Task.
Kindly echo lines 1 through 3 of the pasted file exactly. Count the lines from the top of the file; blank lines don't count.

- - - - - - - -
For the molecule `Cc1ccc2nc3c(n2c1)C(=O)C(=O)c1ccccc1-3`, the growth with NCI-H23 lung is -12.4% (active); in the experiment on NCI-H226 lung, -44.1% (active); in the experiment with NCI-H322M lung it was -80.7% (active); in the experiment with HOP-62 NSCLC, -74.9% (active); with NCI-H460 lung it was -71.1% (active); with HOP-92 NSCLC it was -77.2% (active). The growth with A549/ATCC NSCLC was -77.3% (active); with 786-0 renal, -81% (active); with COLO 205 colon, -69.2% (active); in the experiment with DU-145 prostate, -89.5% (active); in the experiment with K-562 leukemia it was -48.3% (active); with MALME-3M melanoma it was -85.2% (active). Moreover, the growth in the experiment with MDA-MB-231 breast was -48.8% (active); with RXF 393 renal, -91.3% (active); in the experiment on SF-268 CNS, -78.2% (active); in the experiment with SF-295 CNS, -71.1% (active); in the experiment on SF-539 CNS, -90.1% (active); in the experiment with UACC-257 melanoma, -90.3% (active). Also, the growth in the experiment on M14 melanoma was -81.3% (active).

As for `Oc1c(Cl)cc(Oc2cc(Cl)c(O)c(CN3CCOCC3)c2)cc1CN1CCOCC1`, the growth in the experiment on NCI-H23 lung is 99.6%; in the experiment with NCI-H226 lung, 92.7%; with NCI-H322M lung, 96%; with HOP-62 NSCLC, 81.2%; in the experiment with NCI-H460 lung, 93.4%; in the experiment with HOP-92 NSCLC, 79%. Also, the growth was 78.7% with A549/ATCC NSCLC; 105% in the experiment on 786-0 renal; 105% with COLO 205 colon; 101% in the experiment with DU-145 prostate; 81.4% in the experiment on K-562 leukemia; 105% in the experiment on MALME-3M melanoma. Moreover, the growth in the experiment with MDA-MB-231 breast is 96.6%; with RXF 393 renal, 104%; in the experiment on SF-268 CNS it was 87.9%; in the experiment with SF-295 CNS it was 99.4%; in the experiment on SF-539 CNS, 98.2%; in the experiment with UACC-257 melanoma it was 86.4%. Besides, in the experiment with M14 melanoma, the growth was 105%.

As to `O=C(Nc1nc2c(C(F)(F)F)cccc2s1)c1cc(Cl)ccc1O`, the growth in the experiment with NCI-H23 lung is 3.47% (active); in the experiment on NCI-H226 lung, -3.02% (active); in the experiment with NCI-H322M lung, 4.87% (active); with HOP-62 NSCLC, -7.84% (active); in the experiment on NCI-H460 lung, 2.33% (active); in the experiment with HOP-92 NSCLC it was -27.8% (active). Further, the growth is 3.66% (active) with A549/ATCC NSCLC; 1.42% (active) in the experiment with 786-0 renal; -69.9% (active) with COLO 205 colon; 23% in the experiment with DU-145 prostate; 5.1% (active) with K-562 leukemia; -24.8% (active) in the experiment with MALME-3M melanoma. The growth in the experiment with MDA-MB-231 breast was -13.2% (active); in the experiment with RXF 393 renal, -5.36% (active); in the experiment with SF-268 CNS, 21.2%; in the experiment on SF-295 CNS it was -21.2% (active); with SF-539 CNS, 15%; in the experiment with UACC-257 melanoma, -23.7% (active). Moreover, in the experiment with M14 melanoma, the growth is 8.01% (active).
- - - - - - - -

For the molecule `Cc1ccc2nc3c(n2c1)C(=O)C(=O)c1ccccc1-3`, the growth with NCI-H23 lung is -12.4% (active); in the experiment on NCI-H226 lung, -44.1% (active); in the experiment with NCI-H322M lung it was -80.7% (active); in the experiment with HOP-62 NSCLC, -74.9% (active); with NCI-H460 lung it was -71.1% (active); with HOP-92 NSCLC it was -77.2% (active). The growth with A549/ATCC NSCLC was -77.3% (active); with 786-0 renal, -81% (active); with COLO 205 colon, -69.2% (active); in the experiment with DU-145 prostate, -89.5% (active); in the experiment with K-562 leukemia it was -48.3% (active); with MALME-3M melanoma it was -85.2% (active). Moreover, the growth in the experiment with MDA-MB-231 breast was -48.8% (active); with RXF 393 renal, -91.3% (active); in the experiment on SF-268 CNS, -78.2% (active); in the experiment with SF-295 CNS, -71.1% (active); in the experiment on SF-539 CNS, -90.1% (active); in the experiment with UACC-257 melanoma, -90.3% (active). Also, the growth in the experiment on M14 melanoma was -81.3% (active).

As for `Oc1c(Cl)cc(Oc2cc(Cl)c(O)c(CN3CCOCC3)c2)cc1CN1CCOCC1`, the growth in the experiment on NCI-H23 lung is 99.6%; in the experiment with NCI-H226 lung, 92.7%; with NCI-H322M lung, 96%; with HOP-62 NSCLC, 81.2%; in the experiment with NCI-H460 lung, 93.4%; in the experiment with HOP-92 NSCLC, 79%. Also, the growth was 78.7% with A549/ATCC NSCLC; 105% in the experiment on 786-0 renal; 105% with COLO 205 colon; 101% in the experiment with DU-145 prostate; 81.4% in the experiment on K-562 leukemia; 105% in the experiment on MALME-3M melanoma. Moreover, the growth in the experiment with MDA-MB-231 breast is 96.6%; with RXF 393 renal, 104%; in the experiment on SF-268 CNS it was 87.9%; in the experiment with SF-295 CNS it was 99.4%; in the experiment on SF-539 CNS, 98.2%; in the experiment with UACC-257 melanoma it was 86.4%. Besides, in the experiment with M14 melanoma, the growth was 105%.

As to `O=C(Nc1nc2c(C(F)(F)F)cccc2s1)c1cc(Cl)ccc1O`, the growth in the experiment with NCI-H23 lung is 3.47% (active); in the experiment on NCI-H226 lung, -3.02% (active); in the experiment with NCI-H322M lung, 4.87% (active); with HOP-62 NSCLC, -7.84% (active); in the experiment on NCI-H460 lung, 2.33% (active); in the experiment with HOP-92 NSCLC it was -27.8% (active). Further, the growth is 3.66% (active) with A549/ATCC NSCLC; 1.42% (active) in the experiment with 786-0 renal; -69.9% (active) with COLO 205 colon; 23% in the experiment with DU-145 prostate; 5.1% (active) with K-562 leukemia; -24.8% (active) in the experiment with MALME-3M melanoma. The growth in the experiment with MDA-MB-231 breast was -13.2% (active); in the experiment with RXF 393 renal, -5.36% (active); in the experiment with SF-268 CNS, 21.2%; in the experiment on SF-295 CNS it was -21.2% (active); with SF-539 CNS, 15%; in the experiment with UACC-257 melanoma, -23.7% (active). Moreover, in the experiment with M14 melanoma, the growth is 8.01% (active).